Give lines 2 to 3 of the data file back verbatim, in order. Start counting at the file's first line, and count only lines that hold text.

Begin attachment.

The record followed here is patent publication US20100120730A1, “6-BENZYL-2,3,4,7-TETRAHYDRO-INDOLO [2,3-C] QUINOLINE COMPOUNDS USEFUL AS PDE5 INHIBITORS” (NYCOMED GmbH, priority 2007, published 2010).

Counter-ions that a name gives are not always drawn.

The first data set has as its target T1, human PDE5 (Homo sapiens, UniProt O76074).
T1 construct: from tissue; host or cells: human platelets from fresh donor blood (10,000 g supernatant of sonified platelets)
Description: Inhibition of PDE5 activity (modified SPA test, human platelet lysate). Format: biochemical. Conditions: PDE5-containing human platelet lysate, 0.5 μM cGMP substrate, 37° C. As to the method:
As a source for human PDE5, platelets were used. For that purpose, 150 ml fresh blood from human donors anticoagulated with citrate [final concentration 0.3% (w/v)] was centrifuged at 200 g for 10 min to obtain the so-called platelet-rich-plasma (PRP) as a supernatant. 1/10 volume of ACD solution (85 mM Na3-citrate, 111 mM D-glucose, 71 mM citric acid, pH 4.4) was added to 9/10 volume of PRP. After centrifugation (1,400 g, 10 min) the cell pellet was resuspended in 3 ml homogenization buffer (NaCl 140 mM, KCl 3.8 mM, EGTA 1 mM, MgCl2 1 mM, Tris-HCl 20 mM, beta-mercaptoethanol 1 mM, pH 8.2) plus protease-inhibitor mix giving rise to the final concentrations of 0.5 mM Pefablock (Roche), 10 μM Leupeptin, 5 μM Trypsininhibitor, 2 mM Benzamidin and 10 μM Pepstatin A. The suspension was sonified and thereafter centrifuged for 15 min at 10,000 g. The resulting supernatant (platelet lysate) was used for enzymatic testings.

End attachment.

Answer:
Counter-ions that a name gives are not always drawn.

The first data set has as its target T1, human PDE5 (Homo sapiens, UniProt O76074).